The society of old Mali, as described in Sundiata: An Epic of Old Mali translated by D. T. Niane
is one in which women are held separate and unequal to men. With some exceptions, their roles are defined only in relationship
to men, who hold official positions of authority, and, often a large degree of practical, and unquestioned, control of the
women with whom they are in relations with.
First and foremost it seems worthwhile to note that
the epic is related by a male, and there is no mention of any female griots anywhere within. This would imply that the oral
history of Mali, including "Secrets many centuries old," (1) and "What is to be kept concealed," (84), is the exclusive domain
of males. Therefore, the work itself reflects an unbalanced view of women, coming from a point of view of "otherness." This
would also affect the female characters within the work, as their understanding of their collective history would come from
the "other" perspective.
Moving into the story itself, shortly after a recitation of the kings
of Mali leading up to Maghan Kon Fatta (Sundiata’s father), a female character is mentioned for the first time: "Oh
that woman! She is ugly, she is hideous, she bares on her back a disfiguring hump. Her monstrous eyes seem to have been merely
laid on her face, but, mystery of mysteries, this is the woman you must marry, sire, for she will be the mother of him who
will make the name of Mali immortal forever (6)."
Immediately upon our introduction to the epic’s first female character,
she is reduced to, first, her physical appearance, and, then, to her (future) roles of wife and mother. Admittedly, the prior
is certainly to provide contrast with Sundiata’s father who "Was renowned for his beauty in every land (4)," but further
concern with her looks, including the king’s embarrassment (7), suggests an inordinate concern with women’s physical
beauty. The second point however, the roles of wife and mother, or, the relationship between a woman and the men who control
her destiny, plays a much more important role. For indeed, it does seem as though women’s destinies in old Mali are
inexorably tied to, even controlled by, the males with whom they are connected.
While it does
seem that women could control some degree of property, and receive inheritance (being cheated of her inheritance is what drove
the Buffalo Woman to violent revenge), in general, it seems that they were still kept from positions of power. Even Sassouma
Bérété, the first wife of Sundiata’s father wondered "What would become of her . . . if her son were disinherited (13)",
implying that without her relationship to a male power-figure she would be stripped of her privilege. Later, after Maghan
Kon Fatta’s death, rather than rule herself, she does so through her son. She is referred to as "all powerful (18),"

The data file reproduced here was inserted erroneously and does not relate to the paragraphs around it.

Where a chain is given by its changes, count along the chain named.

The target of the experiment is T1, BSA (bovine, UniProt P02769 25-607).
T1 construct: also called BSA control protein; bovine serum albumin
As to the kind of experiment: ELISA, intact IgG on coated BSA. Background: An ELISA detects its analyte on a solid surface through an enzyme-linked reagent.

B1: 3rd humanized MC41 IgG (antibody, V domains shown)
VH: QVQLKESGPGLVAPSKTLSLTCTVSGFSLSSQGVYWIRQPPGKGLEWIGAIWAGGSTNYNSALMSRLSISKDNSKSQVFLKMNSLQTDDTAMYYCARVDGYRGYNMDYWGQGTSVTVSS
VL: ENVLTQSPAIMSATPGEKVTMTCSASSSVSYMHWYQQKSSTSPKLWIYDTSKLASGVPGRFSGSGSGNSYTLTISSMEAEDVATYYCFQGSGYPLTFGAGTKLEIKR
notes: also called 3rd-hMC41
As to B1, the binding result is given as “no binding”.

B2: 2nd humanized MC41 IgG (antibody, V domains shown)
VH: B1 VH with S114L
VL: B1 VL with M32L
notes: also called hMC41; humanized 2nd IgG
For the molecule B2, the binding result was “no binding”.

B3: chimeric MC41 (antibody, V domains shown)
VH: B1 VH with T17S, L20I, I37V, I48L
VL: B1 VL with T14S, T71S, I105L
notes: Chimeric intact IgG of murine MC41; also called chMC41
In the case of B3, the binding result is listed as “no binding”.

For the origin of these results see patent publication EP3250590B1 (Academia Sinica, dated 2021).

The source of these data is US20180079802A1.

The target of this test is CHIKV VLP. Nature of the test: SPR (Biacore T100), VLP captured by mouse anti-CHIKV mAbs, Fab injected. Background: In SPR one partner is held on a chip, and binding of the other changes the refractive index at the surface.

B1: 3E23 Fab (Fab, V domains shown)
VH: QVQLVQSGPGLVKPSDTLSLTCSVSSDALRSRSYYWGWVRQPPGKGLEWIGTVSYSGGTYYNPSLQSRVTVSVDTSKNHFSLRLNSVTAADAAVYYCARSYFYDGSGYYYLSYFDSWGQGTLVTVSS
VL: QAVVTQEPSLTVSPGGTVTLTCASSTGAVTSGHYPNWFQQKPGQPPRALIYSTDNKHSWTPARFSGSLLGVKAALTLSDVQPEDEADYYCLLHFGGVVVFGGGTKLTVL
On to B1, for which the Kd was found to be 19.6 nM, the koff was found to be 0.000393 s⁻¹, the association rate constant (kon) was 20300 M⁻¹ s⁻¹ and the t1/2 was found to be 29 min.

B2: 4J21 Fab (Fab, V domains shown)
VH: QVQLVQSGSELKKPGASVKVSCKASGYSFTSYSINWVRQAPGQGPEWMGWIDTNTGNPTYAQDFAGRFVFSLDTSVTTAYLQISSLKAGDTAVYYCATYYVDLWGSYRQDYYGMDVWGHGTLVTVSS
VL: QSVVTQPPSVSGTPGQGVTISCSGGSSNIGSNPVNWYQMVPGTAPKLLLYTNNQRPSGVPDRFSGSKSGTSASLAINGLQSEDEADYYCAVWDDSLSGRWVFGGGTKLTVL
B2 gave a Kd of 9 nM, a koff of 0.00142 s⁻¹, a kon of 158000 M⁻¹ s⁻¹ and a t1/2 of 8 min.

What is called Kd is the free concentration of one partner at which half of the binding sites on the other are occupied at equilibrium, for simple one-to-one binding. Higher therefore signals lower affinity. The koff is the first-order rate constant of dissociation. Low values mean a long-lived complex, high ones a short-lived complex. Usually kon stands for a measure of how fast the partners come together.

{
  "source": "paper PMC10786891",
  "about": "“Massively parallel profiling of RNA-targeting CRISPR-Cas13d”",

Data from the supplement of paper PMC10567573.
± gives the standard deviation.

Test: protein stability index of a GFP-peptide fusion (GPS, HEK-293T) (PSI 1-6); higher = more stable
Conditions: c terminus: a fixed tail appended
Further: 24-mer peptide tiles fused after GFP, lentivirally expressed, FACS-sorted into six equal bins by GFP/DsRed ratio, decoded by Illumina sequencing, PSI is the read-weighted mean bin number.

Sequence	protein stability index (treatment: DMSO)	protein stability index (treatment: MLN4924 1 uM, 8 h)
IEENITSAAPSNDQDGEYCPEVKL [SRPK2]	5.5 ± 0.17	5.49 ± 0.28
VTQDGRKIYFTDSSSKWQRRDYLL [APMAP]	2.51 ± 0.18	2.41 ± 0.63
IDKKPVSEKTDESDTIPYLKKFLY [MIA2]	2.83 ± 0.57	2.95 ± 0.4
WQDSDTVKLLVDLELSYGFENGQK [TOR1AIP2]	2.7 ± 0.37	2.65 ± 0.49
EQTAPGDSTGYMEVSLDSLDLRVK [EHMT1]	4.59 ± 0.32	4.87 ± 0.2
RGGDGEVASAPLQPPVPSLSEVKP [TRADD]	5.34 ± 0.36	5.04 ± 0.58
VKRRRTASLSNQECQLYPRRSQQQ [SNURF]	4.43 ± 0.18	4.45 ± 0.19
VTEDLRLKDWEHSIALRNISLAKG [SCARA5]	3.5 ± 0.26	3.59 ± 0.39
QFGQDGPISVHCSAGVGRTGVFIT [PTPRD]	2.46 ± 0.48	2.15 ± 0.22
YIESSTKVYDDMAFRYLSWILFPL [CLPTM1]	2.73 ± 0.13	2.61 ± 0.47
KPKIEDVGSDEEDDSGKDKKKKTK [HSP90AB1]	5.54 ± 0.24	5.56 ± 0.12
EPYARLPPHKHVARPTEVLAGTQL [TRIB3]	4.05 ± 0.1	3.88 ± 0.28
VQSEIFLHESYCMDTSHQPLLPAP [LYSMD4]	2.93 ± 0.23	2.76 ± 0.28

but is not granted any official position of power, nor does she seem involved in official decision-making processes.
Meanwhile, Sogolon, Sassouma Bérété’s rival, after Maghan Kon Fatta’s death, takes on the role, primarily, of
mother to Sundiata. In fact, it is because she is Sundiata’s mother, not because of any aspect of herself that she is
at odds with Sassouma Bérété. In a way, the goals of women in Sundiata arise from the conflicts in the realm of men, and play
themselves out in that domain. Later on, Sassouma’s daughter Nana Triban provides another example. She is able to take
action not directly, but by betraying her husband, Soumaoro, to his enemy, Sundiata. Furthermore, the betrayal is only possible
because of her willingness to feign submission to Soumaoro, and to play the role of wife to its fullest.
It is worth noting
that Nana Triban was not willingly married to Soumaoro, but her family, specifically her brother, the king, forced her to
it: "My brother sent me by force to Sosso to be the wife of Soumaoro . . . I wept a great deal . . ." (57). There are other
indications as well that marriage was largely an interaction between the groom, and the male family of the bride: "The two
hunters were considered as being relatives of Sogolon and it was to them that Gnamkouman Doua bore the traditional cola nuts.
By agreement with the hunters the marriage was fixed for the first Wednesday of the new moon.(9)."
In the case of Sogolon, this contract between her male "family" and her future husband is held as a justification of rape.
Sogolon takes clear action to indicate she does not want to consummate the marriage - using one’s wraith to grow long-hairs
all over one’s body even being rather extreme. The king, however goes so far as to threaten her life, causing her to
faint, allowing him the opportunity to impregnate while she is incapacitated. Within the institution of marriage this is evidently
seen as legitimate, and the incident is related by the male griot without any sympathy or comment.
The only role which women seem to play in the novel that is not defined in relationship to men seems to be that of the powerful
witch. However, the witches, and for that matter, the Buffalo of Do (In the form in which the hunters first encounter her)
are all described as old women (7, 24). They are stripped of their sexuality, and they may be free of males, by they are reduced
to hags. They are associated with violent sorts of magic; Sassouma addresses the "nine hags" saying, "You who rule supreme
at night nocturnal powers, oh you who hold the secret of life, you who can put an end to one life (24)," and their leader
is described as "dangerous" (24). It is as though, socially, these characters are not women, but outsiders of a different
In essence, Sundiata: An Epic of Old Mali takes place in a patriarchal society, which, while
allowing women some rights and powers, essentially views them primarily in the context of their relations with men. They are
also seemingly confined to a limited number of roles, and largely excluded from official positions of power.